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AndyMittelman's picture

I am very surprised by how

I am very surprised by how much of our perception is influenced by the unconscious factors we discussed this week. The McGurk Effect, in particular, demonstrated to me just how much of what I am seeing I am not actually “seeing.” As we discussed, when you see something it is actually the aggregation of many point sources of light. Then, our brain is taking in a series of snapshots and tying them together subconsciously. So this makes me wonder how this process actually occurs. If you imagined this from the perspective of a computer (or a camera for that matter), you would have to be continuously taking in images, sorting them based on where you had aimed the camera (where our eyes were looking), and then storing them in a short term memory. Then, you would have to be accessing this data and continually updating it, deleting the old memories and replacing them with new ones. Imagine you pan the camera around the room and then hold it still in one direction. The brain has to know to keep the older images of the surrounding area because it has not updated those views during the immobile period.

So imagine you’re in a very dynamic environment (like looking out the side window of a train). How does your brain process an entire frame of constantly changing image? In that situation, you can’t really focus on much for very long, but still you are able to perceive the intricate details of the landscape.

Our discussion made me think about those clocks that move a wand back and forth very quickly to display an image. (If you don’t know what I am talking about, check out They must work because our brain takes the images and stitches them together. If we didn’t normally store images and then reference it, we would just see single LED lights. Instead, we are able to stitch together a comprehensible image.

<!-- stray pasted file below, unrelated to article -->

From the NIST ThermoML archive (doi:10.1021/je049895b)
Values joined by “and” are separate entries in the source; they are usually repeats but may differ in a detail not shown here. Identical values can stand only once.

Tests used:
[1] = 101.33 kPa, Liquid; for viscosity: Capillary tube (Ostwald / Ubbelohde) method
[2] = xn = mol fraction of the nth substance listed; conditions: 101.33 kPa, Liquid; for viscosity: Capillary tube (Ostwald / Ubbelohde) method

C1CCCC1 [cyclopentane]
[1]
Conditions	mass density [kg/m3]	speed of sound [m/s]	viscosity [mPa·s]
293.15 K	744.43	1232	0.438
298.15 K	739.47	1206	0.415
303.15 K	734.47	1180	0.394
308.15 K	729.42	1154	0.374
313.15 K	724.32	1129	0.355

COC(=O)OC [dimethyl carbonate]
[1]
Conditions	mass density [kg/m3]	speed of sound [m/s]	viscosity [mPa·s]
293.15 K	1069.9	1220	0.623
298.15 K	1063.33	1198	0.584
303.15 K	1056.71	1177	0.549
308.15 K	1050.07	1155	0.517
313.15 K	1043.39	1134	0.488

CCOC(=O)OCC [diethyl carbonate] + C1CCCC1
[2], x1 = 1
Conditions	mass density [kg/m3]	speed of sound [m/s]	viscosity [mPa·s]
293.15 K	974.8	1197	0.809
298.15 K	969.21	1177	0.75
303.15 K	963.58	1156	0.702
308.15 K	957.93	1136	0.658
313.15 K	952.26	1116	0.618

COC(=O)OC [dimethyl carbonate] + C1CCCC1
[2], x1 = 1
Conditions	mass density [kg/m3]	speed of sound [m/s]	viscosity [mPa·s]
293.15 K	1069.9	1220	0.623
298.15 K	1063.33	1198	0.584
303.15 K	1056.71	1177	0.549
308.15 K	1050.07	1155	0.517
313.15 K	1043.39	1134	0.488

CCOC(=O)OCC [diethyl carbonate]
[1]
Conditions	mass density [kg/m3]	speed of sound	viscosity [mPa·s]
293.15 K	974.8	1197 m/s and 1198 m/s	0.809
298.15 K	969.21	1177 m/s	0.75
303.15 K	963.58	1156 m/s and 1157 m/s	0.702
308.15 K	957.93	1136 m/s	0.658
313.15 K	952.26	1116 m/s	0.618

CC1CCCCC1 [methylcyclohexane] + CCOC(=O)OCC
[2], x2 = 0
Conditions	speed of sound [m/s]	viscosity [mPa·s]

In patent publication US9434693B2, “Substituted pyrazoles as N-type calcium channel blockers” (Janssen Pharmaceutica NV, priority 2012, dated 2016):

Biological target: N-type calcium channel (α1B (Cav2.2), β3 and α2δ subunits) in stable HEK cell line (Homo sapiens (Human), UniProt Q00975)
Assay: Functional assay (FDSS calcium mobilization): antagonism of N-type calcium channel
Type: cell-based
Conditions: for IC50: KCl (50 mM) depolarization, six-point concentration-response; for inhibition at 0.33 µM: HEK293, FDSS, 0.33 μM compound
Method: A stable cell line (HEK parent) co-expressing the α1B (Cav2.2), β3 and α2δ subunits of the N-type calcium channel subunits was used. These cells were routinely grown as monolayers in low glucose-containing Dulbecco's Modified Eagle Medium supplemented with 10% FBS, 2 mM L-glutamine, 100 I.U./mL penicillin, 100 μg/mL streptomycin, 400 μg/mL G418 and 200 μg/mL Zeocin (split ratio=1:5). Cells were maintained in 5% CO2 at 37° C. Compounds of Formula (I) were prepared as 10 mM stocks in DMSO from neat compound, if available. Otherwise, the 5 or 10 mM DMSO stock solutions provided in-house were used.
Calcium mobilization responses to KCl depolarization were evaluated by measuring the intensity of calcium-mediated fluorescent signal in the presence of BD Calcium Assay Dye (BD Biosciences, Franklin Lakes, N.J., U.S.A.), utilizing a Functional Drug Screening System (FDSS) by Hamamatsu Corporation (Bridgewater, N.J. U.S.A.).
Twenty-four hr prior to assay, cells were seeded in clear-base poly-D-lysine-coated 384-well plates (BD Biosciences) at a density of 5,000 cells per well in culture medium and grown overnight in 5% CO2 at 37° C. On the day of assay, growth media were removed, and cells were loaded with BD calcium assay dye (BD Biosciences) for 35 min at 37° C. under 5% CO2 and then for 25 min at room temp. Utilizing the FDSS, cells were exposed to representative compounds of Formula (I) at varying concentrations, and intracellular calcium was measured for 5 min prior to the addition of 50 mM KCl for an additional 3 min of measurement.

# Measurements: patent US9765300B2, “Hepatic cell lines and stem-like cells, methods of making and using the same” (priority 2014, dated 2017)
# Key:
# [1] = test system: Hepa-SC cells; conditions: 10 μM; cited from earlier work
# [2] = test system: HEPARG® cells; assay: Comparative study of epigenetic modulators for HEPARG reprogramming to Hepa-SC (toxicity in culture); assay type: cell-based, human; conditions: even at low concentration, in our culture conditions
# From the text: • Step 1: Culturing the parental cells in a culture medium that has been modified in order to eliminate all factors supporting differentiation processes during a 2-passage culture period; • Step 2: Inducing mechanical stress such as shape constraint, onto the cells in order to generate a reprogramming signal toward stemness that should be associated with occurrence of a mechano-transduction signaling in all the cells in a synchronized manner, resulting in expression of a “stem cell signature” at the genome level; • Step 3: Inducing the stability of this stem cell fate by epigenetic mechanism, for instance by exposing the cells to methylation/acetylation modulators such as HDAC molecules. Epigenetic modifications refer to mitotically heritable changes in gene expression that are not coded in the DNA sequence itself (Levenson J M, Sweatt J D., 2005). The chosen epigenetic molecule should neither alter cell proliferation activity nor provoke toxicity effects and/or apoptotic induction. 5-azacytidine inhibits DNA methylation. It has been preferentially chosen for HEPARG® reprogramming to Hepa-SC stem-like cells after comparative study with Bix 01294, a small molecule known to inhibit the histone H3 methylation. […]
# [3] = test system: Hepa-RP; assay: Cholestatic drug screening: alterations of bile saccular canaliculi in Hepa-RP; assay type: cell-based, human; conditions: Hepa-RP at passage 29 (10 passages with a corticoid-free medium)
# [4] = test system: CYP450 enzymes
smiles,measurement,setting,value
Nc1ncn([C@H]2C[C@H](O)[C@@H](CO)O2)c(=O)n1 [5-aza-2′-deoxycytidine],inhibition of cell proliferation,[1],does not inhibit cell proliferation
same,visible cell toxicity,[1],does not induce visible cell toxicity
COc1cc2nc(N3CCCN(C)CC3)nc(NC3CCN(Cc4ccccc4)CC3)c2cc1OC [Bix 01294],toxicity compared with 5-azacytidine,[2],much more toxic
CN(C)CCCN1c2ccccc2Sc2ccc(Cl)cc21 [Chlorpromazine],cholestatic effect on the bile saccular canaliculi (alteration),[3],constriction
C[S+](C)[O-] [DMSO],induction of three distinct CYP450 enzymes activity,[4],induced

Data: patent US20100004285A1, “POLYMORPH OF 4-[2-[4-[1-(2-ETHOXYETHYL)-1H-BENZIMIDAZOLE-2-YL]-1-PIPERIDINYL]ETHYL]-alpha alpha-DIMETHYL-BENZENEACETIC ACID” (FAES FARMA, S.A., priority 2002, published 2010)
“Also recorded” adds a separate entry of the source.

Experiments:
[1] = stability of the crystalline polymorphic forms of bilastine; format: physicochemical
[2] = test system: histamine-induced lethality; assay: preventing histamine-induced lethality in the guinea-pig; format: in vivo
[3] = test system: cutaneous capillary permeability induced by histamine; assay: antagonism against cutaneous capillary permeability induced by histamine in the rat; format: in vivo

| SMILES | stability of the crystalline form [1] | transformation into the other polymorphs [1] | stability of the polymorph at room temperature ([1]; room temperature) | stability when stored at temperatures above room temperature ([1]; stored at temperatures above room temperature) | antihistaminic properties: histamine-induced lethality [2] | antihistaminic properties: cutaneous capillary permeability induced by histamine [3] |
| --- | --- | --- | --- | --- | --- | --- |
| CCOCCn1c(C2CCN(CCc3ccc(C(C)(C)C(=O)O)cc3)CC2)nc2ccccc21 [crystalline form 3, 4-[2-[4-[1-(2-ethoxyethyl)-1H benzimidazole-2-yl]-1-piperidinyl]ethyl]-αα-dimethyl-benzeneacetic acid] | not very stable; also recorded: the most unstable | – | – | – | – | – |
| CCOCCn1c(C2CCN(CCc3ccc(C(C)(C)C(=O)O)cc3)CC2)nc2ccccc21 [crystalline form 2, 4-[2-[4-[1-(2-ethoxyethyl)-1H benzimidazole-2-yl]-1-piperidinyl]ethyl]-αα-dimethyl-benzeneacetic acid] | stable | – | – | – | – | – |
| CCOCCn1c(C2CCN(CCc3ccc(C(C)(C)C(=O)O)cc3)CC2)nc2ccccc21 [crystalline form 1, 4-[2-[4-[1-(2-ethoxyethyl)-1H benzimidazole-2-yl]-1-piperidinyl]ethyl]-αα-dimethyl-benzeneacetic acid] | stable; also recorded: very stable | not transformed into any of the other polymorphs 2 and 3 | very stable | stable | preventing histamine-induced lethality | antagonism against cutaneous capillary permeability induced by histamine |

We don’t actually know what’s really going on in the world around us. Instead, we just perceive whatever our brain has constructed for us. Hence, there are really two ways that we could be affect what you see. First you could put on sunglasses, or look through a colored glass pane…this would affect what you see. But maybe you could also alter the way that your brain stitches together the images. If this alteration happened subconsciously (or without your awareness), is there any way you would know? Does this have anything to do with the way that drugs may affect our perception of the world? Imagine you unwittingly took a pill that caused hallucinations but didn’t affect consciousness. You wouldn’t know that you were hallucinating. If you’re hallucinating, your eyes are still inputting the same point sources of light. Despite this, you may actually see things that don’t exist. Hence, those hallucinations must be occurring in the processing of the visual input. Our brain might take in point source information from a lamp and see a monkey. I am curious to learn more about how that connection is made.

    Also, check out this video on synesthesia. He perceives numbers as having a sensory component!



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